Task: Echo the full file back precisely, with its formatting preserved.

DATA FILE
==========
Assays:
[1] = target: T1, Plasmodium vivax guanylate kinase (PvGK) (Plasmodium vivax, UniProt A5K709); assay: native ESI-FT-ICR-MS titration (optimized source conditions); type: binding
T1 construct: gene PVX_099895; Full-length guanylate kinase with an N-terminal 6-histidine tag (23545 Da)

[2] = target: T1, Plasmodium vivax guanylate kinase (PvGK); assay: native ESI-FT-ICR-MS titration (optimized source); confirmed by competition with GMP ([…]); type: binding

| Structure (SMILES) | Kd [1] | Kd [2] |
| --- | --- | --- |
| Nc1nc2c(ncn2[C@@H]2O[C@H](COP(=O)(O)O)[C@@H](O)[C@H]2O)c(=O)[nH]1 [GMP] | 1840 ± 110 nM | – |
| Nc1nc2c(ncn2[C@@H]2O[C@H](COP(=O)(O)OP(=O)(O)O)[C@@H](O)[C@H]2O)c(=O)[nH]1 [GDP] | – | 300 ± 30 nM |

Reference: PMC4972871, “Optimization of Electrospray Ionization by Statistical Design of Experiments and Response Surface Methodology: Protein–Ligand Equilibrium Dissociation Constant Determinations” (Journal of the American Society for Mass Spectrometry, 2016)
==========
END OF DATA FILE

Assays:
[1] = target: T1, Plasmodium vivax guanylate kinase (PvGK) (Plasmodium vivax, UniProt A5K709); assay: native ESI-FT-ICR-MS titration (optimized source conditions); type: binding
T1 construct: gene PVX_099895; Full-length guanylate kinase with an N-terminal 6-histidine tag (23545 Da)

[2] = target: T1, Plasmodium vivax guanylate kinase (PvGK); assay: native ESI-FT-ICR-MS titration (optimized source); confirmed by competition with GMP ([…]); type: binding

| Structure (SMILES) | Kd [1] | Kd [2] |
| --- | --- | --- |
| Nc1nc2c(ncn2[C@@H]2O[C@H](COP(=O)(O)O)[C@@H](O)[C@H]2O)c(=O)[nH]1 [GMP] | 1840 ± 110 nM | – |
| Nc1nc2c(ncn2[C@@H]2O[C@H](COP(=O)(O)OP(=O)(O)O)[C@@H](O)[C@H]2O)c(=O)[nH]1 [GDP] | – | 300 ± 30 nM |

Reference: PMC4972871, “Optimization of Electrospray Ionization by Statistical Design of Experiments and Response Surface Methodology: Protein–Ligand Equilibrium Dissociation Constant Determinations” (Journal of the American Society for Mass Spectrometry, 2016)